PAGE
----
I don’t know about you, but sometimes it is just plain exhausting wondering what’s in our food and then attempting to buy things that aren’t going to be detrimental to your health. Am I right?
A recent conversation about sweet corn at a local farmer’s market, led me to thinking about other conversations about not assuming that what you are buying is safe, if you wish not to consume genetically modified foods or pesticides, or herbicides.
Sweet corn is no different. While most isn’t a GMO crop, unless you are buying organic or know the grower personally, you can’t be entirely sure.
So what’s the easiest and safest way to shop? Stop shopping in the grocery store. I promise you, they won’t miss you if you stopped shopping tomorrow. Source your foods from trusted producers. You can literally find everything you need, food wise outside the grocery store.
I personally only shop the store for paper products, minimal health and beauty items (i.e.: razors, floss, etc.) and canning jars. I can’t tell you the last time I shopped up and down the grocery isles for food.
The best thing about buying your food from your neighbor? You support their family. They spend some of their earnings in the local economy and we continue supporting one another AND we enjoy good clean food, which in turn affords us good health.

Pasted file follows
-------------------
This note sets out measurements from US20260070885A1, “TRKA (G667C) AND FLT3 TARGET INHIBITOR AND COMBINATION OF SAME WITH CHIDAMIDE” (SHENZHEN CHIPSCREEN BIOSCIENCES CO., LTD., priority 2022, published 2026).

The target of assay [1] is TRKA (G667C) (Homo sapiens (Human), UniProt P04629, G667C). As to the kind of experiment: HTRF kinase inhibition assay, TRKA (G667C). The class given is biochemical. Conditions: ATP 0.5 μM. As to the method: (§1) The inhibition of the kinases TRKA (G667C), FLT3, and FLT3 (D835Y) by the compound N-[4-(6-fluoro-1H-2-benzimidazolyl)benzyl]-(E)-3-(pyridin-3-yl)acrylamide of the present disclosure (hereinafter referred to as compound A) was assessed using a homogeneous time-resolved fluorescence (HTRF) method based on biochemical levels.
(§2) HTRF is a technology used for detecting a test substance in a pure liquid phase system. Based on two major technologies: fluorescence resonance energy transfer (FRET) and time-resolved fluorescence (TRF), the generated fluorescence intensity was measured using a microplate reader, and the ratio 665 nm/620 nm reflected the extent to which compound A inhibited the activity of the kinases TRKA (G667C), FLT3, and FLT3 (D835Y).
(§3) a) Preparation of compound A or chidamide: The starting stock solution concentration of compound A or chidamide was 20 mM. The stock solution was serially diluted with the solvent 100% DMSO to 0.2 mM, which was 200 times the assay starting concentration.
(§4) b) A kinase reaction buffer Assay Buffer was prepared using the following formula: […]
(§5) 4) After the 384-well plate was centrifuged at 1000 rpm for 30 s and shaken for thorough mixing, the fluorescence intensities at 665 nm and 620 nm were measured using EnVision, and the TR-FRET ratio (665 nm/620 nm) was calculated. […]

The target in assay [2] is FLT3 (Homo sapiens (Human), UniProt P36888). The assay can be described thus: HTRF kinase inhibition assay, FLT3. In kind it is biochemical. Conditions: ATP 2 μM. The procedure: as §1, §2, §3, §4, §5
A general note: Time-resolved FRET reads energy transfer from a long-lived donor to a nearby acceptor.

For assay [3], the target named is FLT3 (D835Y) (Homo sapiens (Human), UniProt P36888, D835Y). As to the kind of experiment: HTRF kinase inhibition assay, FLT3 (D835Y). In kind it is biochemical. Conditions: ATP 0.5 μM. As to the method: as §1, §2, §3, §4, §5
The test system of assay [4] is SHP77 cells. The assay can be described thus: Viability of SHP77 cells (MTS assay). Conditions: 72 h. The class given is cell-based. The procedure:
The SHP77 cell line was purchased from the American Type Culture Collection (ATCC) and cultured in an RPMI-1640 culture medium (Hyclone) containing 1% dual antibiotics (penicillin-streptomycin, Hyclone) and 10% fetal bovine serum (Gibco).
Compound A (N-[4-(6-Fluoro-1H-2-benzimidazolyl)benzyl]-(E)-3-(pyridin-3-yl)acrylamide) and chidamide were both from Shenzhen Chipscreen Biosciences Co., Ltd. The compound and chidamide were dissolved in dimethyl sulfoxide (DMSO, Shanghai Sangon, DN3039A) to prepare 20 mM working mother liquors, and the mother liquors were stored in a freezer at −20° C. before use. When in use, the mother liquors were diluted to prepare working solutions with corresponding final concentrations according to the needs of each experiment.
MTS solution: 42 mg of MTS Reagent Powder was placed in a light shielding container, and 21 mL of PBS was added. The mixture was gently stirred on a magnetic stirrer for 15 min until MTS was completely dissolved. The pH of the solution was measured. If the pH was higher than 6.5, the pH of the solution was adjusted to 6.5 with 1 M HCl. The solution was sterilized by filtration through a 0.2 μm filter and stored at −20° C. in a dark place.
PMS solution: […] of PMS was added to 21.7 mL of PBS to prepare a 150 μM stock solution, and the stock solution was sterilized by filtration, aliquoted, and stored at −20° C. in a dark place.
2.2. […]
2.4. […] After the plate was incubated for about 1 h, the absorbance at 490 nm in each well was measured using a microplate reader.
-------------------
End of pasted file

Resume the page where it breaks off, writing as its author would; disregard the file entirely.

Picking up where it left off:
If while building your producer list you still need to fill in the gap at the grocery store, I thought I’d empower you to shop smarter, since we all have the right to know what’s in our food and labeling isn’t an option yet today, hopefully soon.
Following is the current crop list. If you wish to avoid GMO products, then keep this list handy.
GM Crop List*
- Argentine Canola
- Creeping Bentgrass
- Polish Canola
- Sugar Beet
- Sweet Pepper
There are a couple apps that are very handy. If found this shopping guide, but this one is only for iPhones. If you know of one for Android, please share in the comments below.
Non-GMO Project Shopping Guide App by The Non-GMO Project
There is also a shopping guide and app (iTunes or Google Play) for the Dirty Dozen and Clean 15 that is put out by EWG (Environmental Working Group) that I find super helpful, especially when shopping and you can’t afford, or can’t find all organic items.
When using these tools, I find the information helpful when shopping at your local farmer’s markets as well. It helps you to know what are trigger foods and important questions to ask about growing practices.
What have you found to be a good way to find local producers that provide what you need? Let’s help each other build our producer lists. Comment below and we’ll get started.
To your health,